In Crede's case, he underwent season-ending back surgery last season and he's been involved in trade rumors over the past couple of years. Still, Crede, like Quentin, is a first-time All-Star, a reserve for the AL team.
"Yeah, I definitely thought there was a very good chance of me moving just from stuff that I heard from the papers," said Crede, the White Sox third baseman, who is hitting .256 with 16 home runs and 49 RBIs. "It wasn't anything that I heard from [general manager Kenny Williams] or anything. It was just stuff that I heard in the papers.
"To be here in the All-Star Game being a part of the Chicago White Sox -- it's a great feeling for me, because this is the organization that gave me the opportunity to realize my dreams, and I've done a lot of special things in a White Sox uniform."
For Quentin, an outfielder batting .276 with 22 homers and 70 RBIs, he was traded last offseason from Arizona, where he didn't get a chance to play regularly because of the D-backs' outfield depth.
"I've always said I never envisioned this to happen this year," Quentin said. "I've always dreamed of and always set goals to make it to an event like this, just like every baseball player has."
Quentin is tied for the American League lead in home runs, and he's kept a steady offensive pace throughout the season for first-place Chicago. He said there was no specific point this year that he thought he was All-Star worthy.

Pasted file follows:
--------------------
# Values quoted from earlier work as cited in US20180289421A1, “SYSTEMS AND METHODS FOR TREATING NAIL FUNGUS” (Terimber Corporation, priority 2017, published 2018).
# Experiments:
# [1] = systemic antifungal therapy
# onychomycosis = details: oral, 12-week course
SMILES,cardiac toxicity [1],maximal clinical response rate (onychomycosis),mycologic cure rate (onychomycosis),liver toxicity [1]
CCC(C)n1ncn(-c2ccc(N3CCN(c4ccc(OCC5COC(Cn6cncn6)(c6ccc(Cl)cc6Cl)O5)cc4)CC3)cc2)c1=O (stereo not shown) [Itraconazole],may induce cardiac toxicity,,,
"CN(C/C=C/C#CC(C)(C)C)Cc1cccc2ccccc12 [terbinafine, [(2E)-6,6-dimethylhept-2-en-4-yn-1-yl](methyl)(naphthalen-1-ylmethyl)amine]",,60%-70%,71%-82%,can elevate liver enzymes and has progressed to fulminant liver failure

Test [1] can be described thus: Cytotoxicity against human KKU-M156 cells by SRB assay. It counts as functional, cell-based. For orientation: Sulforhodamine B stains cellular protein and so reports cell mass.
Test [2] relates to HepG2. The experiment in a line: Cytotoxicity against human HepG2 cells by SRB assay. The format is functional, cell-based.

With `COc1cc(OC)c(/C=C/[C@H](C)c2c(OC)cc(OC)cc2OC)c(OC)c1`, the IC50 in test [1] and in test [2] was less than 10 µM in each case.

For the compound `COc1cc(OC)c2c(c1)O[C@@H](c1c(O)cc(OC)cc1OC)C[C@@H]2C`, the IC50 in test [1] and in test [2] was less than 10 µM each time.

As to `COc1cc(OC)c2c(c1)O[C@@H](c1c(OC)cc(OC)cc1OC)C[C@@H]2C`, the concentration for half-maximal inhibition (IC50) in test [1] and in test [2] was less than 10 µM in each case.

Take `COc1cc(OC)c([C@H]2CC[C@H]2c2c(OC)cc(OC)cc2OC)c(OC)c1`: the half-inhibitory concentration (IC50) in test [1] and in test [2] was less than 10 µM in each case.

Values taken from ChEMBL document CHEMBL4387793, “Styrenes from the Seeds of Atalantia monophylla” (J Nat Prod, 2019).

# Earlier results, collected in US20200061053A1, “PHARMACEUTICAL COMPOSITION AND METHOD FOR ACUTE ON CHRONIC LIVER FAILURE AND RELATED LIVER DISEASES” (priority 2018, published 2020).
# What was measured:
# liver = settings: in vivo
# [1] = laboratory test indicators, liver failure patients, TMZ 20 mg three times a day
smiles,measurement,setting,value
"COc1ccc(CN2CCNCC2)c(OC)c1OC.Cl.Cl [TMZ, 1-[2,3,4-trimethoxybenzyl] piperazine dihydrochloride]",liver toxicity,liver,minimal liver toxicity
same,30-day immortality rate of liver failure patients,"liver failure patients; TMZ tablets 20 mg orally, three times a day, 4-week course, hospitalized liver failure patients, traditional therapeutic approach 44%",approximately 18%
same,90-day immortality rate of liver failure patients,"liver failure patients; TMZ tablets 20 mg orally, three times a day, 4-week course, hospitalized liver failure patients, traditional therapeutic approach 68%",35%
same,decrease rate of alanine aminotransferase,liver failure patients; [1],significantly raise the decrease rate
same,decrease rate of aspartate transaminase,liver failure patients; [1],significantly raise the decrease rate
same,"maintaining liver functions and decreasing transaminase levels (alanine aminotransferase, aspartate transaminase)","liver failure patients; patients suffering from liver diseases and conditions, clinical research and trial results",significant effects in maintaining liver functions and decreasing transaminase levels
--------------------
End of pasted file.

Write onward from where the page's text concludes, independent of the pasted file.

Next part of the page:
Quentin wouldn't let himself get overconfident when he was doing well in the beginning of the season.
"I just put my head down and kept going," Quentin said. "We were winning games, and I was helping the team. Those were some of the goals I wanted to achieve."
Added Crede: "Carlos was a guy who had a bunch of good hits for us, whether they were early in the game or late in the game. He's a guy you move from down in the order to middle of the order to the three-hole for a reason: because he's getting those big hits. [Manager Ozzie Guillen] seemed to realize that right away and moved him up there, and it really showed."
Quentin said he's looking forward to watching the Home Run Derby and taking it all in, as he hadn't really reflected on his selection until he went into The Grand Hyatt in New York City on Monday afternoon for the All-Star Game press conferences.
He was impressed to see all the standout players, but he isn't one to approach many of them for a special request.
"I always feel weird to ask the guys for their autographs," Quentin said. "I'd love to, but I've never been a guy to go up to someone and ask for an autograph."
In Crede's case, he already knows what would make his first All-Star Game even more unique.
"Obviously, hit a home run to win the game," Crede said. "I think that's every kid's dream in the backyard. That would be the ultimate there."
Willie Bans is an associate reporter for MLB.com. This story was not subject to the approval of Major League Baseball or its clubs.